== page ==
Lou Angeli

From Wikipedia, the free encyclopedia
Jump to: navigation, search

Louis P. "Lou" Angeli (August 11, 1951 – December 14, 2013) was an American writer and film maker.[1]


Lou Angeli was a Delaware-based multi-media producer, having been involved in filmmaking and television production most of his life. Angeli was also a firefighter, EMT and firefighter instructor whose primary area of expertise was firefighter safety. In 1989, he combined both vocations to specialize in film production and television programming dealing with the emergency services.

Angeli's work has been seen on broadcast programs like ABC's 20/20, Dateline: NBC, Rescue/911, Inferno, and Real-TV. Earlier in his television career, he served as a studio director for Philadelphia's PBS station, a remote director for ESPN, and a documentary cameraman for CNN. As a videojournalist, Angeli had documented two wars and dozens of disasters, including the attack on the World Trade Center on 9/11/01.

As a videographer, Angeli's most notable work is documenting fire-rescue incidents from the 1st Responder's point of view. Riding along with fire departments in the US, Canada, Italy and Sweden, he followed firefighters inside of burning buildings to offer the viewer a unique perspective on life as a firefighter.

On September 11, 2007, he announced start up of production on a new documentary dealing with illness and death among 9/11's emergency responders. In a press interview he noted that "70,000 emergency personnel and support volunteers responded to New York's call for help." He continued, "According to The World Trade Center Medical Monitoring Program [1], fully 70% of these men and women are ill ... the effects of having worked at Ground Zero." Angeli cited estimates that by the 10th anniversary of the World Trade Center disaster, 1,000 emergency personnel will have died of illness contracted at Ground Zero.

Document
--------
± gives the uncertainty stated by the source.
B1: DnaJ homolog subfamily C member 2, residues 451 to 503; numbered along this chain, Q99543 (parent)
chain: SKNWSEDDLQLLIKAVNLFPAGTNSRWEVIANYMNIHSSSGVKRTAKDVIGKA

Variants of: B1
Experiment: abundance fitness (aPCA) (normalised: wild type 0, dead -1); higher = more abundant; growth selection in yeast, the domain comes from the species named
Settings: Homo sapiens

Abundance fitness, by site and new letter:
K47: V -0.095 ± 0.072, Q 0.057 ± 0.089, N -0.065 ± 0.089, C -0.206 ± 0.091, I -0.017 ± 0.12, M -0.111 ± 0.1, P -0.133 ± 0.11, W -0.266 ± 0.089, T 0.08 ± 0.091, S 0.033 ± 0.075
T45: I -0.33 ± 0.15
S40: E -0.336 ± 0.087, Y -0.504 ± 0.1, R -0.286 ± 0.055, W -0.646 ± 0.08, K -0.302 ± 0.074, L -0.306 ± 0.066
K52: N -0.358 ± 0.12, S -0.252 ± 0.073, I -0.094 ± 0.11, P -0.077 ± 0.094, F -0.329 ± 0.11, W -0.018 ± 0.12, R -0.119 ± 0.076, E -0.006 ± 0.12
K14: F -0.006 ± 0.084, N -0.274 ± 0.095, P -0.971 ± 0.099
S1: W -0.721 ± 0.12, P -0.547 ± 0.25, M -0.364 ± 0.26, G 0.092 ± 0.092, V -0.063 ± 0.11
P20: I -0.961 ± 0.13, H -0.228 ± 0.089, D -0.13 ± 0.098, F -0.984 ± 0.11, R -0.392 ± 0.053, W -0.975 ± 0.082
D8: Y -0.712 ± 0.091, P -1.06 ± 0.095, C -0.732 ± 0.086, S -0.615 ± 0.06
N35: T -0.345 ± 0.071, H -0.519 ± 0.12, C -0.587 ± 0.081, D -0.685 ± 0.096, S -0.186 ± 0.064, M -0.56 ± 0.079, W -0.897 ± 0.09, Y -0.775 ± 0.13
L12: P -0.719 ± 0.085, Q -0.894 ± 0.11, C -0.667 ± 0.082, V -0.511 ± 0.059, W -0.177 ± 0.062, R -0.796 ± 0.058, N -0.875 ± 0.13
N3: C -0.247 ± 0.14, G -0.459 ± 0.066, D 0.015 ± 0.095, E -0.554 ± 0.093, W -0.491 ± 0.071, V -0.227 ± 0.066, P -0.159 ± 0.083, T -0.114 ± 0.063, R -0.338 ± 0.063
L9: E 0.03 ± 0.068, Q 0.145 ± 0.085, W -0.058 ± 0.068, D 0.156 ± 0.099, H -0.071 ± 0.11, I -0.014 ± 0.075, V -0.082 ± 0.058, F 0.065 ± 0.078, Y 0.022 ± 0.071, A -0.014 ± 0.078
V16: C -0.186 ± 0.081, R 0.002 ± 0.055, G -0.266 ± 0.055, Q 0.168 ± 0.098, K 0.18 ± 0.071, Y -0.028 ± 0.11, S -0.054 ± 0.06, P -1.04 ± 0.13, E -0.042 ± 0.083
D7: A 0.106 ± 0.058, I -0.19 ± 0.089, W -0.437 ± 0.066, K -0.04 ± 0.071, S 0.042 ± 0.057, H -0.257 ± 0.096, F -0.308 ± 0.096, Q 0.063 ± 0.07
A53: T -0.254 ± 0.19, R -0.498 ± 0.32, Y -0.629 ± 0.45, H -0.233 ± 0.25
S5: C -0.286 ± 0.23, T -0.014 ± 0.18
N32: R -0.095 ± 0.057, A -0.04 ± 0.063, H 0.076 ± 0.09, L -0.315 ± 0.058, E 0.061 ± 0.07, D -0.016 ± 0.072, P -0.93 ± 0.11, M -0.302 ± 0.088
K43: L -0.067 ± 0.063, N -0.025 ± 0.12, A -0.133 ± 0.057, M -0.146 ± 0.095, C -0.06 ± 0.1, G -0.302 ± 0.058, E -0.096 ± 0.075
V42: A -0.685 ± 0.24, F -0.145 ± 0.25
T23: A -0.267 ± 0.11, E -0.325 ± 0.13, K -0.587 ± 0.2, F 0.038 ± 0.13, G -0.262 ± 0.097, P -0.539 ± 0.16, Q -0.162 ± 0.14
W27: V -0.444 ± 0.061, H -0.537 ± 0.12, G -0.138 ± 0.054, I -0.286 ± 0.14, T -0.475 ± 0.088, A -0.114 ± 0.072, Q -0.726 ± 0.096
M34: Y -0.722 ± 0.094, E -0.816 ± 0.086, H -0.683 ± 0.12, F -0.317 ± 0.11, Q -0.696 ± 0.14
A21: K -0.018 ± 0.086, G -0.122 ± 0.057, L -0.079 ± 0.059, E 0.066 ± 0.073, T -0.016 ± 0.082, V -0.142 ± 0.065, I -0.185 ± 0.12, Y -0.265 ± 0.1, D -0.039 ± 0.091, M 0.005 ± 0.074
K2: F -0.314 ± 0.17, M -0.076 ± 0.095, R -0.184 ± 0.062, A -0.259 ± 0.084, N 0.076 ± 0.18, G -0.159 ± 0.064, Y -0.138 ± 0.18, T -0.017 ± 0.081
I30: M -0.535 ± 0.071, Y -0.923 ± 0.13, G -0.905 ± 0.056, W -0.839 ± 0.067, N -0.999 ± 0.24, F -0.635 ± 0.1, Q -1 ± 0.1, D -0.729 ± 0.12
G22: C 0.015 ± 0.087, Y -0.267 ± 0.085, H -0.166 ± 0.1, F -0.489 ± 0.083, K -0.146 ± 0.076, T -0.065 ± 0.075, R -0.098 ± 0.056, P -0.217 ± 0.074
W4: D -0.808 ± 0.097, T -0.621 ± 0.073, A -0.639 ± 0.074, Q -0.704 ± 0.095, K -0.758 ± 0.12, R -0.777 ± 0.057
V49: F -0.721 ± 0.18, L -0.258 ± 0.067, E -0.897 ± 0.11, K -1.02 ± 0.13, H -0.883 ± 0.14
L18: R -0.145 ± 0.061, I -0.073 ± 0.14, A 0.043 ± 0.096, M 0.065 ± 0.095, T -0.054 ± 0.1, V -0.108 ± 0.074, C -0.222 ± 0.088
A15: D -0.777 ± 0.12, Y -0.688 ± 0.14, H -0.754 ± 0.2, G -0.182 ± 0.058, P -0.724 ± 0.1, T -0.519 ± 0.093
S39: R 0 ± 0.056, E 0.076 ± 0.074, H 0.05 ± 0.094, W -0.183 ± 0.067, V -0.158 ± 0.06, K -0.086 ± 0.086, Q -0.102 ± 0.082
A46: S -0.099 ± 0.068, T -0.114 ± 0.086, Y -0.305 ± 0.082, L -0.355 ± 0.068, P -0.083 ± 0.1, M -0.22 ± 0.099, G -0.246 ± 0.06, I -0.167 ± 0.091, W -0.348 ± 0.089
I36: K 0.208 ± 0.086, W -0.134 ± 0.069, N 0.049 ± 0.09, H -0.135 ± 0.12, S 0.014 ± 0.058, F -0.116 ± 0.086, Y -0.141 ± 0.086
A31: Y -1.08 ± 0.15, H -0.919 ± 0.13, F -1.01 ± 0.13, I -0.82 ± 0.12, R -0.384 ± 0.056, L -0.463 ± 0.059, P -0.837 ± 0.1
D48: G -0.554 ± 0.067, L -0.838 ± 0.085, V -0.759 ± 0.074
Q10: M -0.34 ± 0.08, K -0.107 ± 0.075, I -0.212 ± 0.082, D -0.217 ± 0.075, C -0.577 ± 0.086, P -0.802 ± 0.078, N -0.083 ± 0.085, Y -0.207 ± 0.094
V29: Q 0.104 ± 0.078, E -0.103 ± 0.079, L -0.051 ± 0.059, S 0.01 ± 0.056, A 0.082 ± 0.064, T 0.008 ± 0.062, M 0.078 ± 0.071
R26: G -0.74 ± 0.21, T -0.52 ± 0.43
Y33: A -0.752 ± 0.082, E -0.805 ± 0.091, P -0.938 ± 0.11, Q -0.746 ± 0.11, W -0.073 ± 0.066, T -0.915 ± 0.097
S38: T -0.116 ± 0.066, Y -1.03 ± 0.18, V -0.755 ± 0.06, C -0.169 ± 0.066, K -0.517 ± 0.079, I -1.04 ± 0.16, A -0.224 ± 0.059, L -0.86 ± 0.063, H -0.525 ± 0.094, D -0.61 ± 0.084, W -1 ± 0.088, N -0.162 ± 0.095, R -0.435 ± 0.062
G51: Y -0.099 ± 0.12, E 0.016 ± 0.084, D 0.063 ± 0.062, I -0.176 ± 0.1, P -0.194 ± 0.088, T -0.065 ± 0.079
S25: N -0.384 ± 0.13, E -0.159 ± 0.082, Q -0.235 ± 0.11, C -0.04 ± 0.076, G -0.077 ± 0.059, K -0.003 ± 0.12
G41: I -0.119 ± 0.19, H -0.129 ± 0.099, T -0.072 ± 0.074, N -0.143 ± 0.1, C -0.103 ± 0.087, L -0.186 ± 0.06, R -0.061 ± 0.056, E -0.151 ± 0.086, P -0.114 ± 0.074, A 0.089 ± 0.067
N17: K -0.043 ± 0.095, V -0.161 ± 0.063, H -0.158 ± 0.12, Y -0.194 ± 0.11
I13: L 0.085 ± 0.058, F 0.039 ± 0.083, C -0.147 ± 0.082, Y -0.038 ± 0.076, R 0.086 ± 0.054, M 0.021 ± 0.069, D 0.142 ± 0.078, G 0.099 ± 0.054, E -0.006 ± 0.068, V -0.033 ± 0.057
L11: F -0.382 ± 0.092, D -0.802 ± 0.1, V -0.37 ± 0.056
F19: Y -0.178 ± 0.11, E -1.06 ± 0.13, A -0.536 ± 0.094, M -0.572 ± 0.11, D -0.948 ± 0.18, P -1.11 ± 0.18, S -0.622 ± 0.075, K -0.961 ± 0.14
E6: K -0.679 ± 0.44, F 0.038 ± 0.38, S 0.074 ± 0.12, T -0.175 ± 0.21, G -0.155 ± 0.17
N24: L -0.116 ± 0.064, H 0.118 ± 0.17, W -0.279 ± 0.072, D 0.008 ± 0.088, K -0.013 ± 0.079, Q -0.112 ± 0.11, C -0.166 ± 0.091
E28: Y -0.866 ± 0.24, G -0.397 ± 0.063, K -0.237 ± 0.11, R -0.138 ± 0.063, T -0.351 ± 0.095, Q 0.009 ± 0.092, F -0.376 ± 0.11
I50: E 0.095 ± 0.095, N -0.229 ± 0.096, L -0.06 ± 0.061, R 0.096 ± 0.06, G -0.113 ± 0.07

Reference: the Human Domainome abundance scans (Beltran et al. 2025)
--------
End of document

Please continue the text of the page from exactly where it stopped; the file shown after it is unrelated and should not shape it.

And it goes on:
Angeli was active as a disaster responder serving on the Community Emergency Response Team (New Castle County, Delaware) and the Medical Reserve Corps [2], two disaster response programs borne of the ashes of the World Trade Center.


Lou Angeli got started in the film industry as a dolly grip on the Academy Award-winning film Rocky in 1976. As a Director of Photography, Angeli lensed the CBS documentary, "Plan To Get Out Alive!", which earned the production team an Emmy Award. His directorial debut was the 1997 reality series Beyond The Yellow Tape. Later that year, he directed and photographed the documentary When Sparks Fly. In 2005, Angeli was behind the camera directing the thriller Keson. Lou's career also included that of Editor of the International Fire Photographers Association Journal up to his death and cinematographer on Backdraft.

Angeli's most popular work is the 2005 documentary Answering the Call: Ground Zero's Volunteers. Narrated by Kathleen Turner, the film pays tribute to all of the volunteers who descended upon New York City's Ground Zero after the September 11, 2001 terrorist attacks on the World Trade Center.

Answering The Call: Ground Zero's Volunteers was officially released on September 9, 2006 to commemorate the fifth anniversary of the tragedy. The film was broadcast in China, Spain, Portugal, Poland, France and the UK. The film was also released as a DVD, Streaming Internet Video and Video On Demand in the United States. An updated version of the film was released in August 2011 to commemorate the 10th anniversary of the World Trade Center Disaster. Segments of the updated film aired on CNN [3], BBC [4], CBC [5] and RAI [6].

World Trade Center Disaster[edit]

Angeli volunteered "multiple" hours at Ground Zero, working the "Pile", immediately after the 9-11 murders at the World Trade Center.

It is thought that his time at Ground Zero hastened onset of his death.


Angeli was admitted several weeks before his death suffering from a Subarachnoid hemorrhage as well as Sepsis. Hr lingered in critical condition until finally succumbing.

Angeli's sickness was reportedly caused by his extensive time spent at Ground Zero. His family says that since he had returned from the World Trade Center site that he would have severe coughing episodes accompanied by sudden bleeding of the airway.

Louis was predeceased by his mother, Mary (Conforti) Angeli. He is survived by his father, Frank Angeli; wife, Patricia Olesky; son, Andrew Angeli; and a host of extended family both in Wilmington and Italy.


External links[edit]